Signs that China is feeling the pressure

The big news from China is that there were no Chinese incursions into Japanese waters around the Senkaku Islands in December:

You can tell from that chart when President Xi was promoted to running China.  It was the sudden rush of Chinese incursions, driven by Xi's nasty and aggressive stance to China's neighbors.  Last December was the first zero count since his election.  The decision to have no incursions may have been his, or it might reflect turmoil within the regime.  The drum beat of war in Asia has stopped for the moment.

The rapid contraction in Chinese manufacturing late last year may be related to the sudden end to provocations.  To put the significance of that plummet into context, let's examine what happened to death rates in the United States for white males, age 50-54, over the last couple of decades.

That is figure 5, of deaths per 100,000 for the age group 50 to 54, from a paper by Case and Deaton in 2017 entitled "Mortality and Morbidity in the 21st Century."  What happened about the year 2001 was that the death rate among white non-Hispanics in the United States started climbing, and has more than doubled.  That was also the year that China was allowed to become a member of the World Trade Organization, so Chinese-made goods would be subject to a lower tariff rate.  U.S. jobs went to China; the newly unemployed started killing themselves through alcoholism, opioid abuse, and suicide, thus the trend of the red line in the graph above.

Once manufacturing operations shifted, then there was a certain stickiness.  But Trump's tariffs have caused companies to shift again.  From this article:

No one wants to risk paying tariffs and no one wants to be in a situation where a critical component can be banned and force an entire product's re-design.  The risks are just too high and Trump's next moves are seen as too unpredictable.  While no one is happy about impairing fixed infrastructure or dealing with the chaos of rapidly re-making a whole supply chain, Trump has taken a multi-year process and accelerated it into a few quarters.  Dozens of companies spoke of going from 50-70% "at-risk to China," to no China exposure in 6 months.  That's stunning rate of change.  Once it is in motion, it won't be reversed – no matter what agreement Trump can reach with Xi.  I'm not smart enough to figure out all the second order effects of this change – however, I know who loses badly.  There's a reason that China's manufacturing economy is collapsing.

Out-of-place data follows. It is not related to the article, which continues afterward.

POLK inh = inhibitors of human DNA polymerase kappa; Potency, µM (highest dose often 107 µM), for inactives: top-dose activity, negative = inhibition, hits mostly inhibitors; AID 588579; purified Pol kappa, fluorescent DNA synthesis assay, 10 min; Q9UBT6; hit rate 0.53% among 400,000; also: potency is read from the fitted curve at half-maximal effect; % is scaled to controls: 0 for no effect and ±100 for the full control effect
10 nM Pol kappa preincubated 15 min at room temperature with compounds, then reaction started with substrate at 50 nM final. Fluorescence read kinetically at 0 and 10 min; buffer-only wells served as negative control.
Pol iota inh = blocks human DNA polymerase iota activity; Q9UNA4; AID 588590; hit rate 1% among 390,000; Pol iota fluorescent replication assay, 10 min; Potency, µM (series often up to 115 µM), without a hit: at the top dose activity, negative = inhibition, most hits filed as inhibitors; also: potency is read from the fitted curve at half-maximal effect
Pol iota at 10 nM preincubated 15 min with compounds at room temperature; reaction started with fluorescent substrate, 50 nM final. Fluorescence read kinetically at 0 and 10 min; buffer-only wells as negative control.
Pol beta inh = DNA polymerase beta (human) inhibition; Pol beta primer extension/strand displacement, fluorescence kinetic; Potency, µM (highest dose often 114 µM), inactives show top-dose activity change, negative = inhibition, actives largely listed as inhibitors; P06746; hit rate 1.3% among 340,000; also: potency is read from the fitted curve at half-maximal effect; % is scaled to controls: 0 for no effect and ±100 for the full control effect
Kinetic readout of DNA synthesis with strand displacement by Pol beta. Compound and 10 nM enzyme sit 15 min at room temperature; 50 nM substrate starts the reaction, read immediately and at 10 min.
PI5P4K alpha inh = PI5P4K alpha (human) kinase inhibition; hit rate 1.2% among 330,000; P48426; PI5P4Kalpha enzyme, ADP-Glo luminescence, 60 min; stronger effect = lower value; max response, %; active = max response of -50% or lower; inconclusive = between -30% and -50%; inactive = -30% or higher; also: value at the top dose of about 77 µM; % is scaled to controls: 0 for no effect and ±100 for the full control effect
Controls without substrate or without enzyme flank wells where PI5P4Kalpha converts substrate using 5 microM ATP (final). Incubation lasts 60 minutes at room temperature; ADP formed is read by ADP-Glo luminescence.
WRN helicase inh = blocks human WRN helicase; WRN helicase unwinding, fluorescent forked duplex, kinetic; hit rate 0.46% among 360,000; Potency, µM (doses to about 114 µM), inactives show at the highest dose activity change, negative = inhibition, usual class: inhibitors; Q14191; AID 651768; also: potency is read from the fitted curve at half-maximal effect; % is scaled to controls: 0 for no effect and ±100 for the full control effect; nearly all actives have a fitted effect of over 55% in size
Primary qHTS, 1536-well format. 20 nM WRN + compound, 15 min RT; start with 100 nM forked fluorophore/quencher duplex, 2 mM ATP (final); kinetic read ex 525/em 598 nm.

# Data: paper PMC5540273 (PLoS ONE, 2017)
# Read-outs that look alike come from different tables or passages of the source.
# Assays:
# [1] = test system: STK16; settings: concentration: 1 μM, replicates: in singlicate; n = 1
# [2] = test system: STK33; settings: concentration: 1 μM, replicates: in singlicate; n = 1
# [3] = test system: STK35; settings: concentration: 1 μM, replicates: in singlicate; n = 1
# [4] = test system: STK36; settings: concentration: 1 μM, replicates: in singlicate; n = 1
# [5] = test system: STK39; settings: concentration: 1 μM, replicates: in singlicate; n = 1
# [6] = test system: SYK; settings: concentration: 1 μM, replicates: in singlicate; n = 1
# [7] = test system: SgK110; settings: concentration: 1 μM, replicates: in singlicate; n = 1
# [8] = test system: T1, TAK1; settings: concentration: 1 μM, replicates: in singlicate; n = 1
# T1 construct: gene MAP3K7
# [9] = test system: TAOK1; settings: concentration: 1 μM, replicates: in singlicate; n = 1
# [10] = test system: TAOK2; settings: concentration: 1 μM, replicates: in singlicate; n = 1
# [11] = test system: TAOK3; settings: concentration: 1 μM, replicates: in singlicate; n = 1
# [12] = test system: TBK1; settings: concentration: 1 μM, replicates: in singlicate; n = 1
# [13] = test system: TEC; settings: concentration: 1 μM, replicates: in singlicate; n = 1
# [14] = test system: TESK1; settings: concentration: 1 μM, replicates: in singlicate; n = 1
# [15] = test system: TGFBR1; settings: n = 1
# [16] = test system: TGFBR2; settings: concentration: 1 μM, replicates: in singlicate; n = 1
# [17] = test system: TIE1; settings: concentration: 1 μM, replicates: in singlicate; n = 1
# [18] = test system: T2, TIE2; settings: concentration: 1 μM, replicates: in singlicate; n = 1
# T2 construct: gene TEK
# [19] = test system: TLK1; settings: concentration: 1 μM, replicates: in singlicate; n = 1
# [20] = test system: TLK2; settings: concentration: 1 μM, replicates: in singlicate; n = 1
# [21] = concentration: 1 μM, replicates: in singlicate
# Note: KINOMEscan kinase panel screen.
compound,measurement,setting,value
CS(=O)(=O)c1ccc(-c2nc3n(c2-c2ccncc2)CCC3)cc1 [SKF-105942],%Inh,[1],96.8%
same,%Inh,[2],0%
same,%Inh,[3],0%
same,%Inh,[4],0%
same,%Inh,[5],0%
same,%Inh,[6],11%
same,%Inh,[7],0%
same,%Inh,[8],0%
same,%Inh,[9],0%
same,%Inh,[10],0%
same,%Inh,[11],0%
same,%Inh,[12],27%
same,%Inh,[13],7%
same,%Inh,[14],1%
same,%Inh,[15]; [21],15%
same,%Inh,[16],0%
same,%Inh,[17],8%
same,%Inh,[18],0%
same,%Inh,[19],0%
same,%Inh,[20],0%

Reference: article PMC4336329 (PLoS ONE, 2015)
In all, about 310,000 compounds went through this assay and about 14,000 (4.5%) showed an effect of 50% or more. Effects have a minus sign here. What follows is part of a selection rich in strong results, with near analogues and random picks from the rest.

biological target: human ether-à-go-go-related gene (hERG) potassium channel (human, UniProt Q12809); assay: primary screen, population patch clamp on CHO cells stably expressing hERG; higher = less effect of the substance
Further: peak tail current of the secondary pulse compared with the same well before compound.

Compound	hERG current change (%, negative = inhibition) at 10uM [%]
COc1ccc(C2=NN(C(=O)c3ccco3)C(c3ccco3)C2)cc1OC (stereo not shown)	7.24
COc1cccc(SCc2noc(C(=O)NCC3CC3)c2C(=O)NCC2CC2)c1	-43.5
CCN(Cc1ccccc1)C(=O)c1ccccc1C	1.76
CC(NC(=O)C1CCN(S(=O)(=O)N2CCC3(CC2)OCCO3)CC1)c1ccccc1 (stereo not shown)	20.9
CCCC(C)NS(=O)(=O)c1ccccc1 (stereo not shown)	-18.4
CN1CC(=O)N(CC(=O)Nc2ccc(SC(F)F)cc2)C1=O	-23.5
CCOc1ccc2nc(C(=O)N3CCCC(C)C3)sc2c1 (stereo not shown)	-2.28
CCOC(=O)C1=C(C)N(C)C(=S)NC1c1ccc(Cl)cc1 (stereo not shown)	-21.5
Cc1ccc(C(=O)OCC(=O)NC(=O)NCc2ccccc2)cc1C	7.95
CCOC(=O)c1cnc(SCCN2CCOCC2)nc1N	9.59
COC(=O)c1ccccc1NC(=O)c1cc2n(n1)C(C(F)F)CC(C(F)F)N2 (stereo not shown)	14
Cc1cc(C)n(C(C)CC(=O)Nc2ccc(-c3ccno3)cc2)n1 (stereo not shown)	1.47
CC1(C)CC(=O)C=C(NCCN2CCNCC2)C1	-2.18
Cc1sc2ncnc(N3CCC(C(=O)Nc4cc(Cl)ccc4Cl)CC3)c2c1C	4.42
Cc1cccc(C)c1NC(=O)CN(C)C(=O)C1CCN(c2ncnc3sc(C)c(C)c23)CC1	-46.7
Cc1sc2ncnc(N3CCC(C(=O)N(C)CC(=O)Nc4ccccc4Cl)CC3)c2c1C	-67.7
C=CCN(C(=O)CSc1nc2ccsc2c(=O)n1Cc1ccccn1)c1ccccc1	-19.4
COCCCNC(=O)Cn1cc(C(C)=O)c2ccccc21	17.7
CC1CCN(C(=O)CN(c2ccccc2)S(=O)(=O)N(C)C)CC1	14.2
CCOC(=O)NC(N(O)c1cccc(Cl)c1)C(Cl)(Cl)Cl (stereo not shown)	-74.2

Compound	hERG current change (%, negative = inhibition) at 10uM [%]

Trump's tariffs won't bring the dead back to life, and the jobs leaving China might go to India, Vietnam, and the like, but at least those countries don't want to kill us.  And the stronger they are, the better they will be in coping with Chinese aggression.  But the job of curtailing Chinese aggression has only started.

The big news from China is that there were no Chinese incursions into Japanese waters around the Senkaku Islands in December:

You can tell from that chart when President Xi was promoted to running China.  It was the sudden rush of Chinese incursions, driven by Xi's nasty and aggressive stance to China's neighbors.  Last December was the first zero count since his election.  The decision to have no incursions may have been his, or it might reflect turmoil within the regime.  The drum beat of war in Asia has stopped for the moment.

The rapid contraction in Chinese manufacturing late last year may be related to the sudden end to provocations.  To put the significance of that plummet into context, let's examine what happened to death rates in the United States for white males, age 50-54, over the last couple of decades.

That is figure 5, of deaths per 100,000 for the age group 50 to 54, from a paper by Case and Deaton in 2017 entitled "Mortality and Morbidity in the 21st Century."  What happened about the year 2001 was that the death rate among white non-Hispanics in the United States started climbing, and has more than doubled.  That was also the year that China was allowed to become a member of the World Trade Organization, so Chinese-made goods would be subject to a lower tariff rate.  U.S. jobs went to China; the newly unemployed started killing themselves through alcoholism, opioid abuse, and suicide, thus the trend of the red line in the graph above.

Once manufacturing operations shifted, then there was a certain stickiness.  But Trump's tariffs have caused companies to shift again.  From this article:

No one wants to risk paying tariffs and no one wants to be in a situation where a critical component can be banned and force an entire product's re-design.  The risks are just too high and Trump's next moves are seen as too unpredictable.  While no one is happy about impairing fixed infrastructure or dealing with the chaos of rapidly re-making a whole supply chain, Trump has taken a multi-year process and accelerated it into a few quarters.  Dozens of companies spoke of going from 50-70% "at-risk to China," to no China exposure in 6 months.  That's stunning rate of change.  Once it is in motion, it won't be reversed – no matter what agreement Trump can reach with Xi.  I'm not smart enough to figure out all the second order effects of this change – however, I know who loses badly.  There's a reason that China's manufacturing economy is collapsing.

Trump's tariffs won't bring the dead back to life, and the jobs leaving China might go to India, Vietnam, and the like, but at least those countries don't want to kill us.  And the stronger they are, the better they will be in coping with Chinese aggression.  But the job of curtailing Chinese aggression has only started.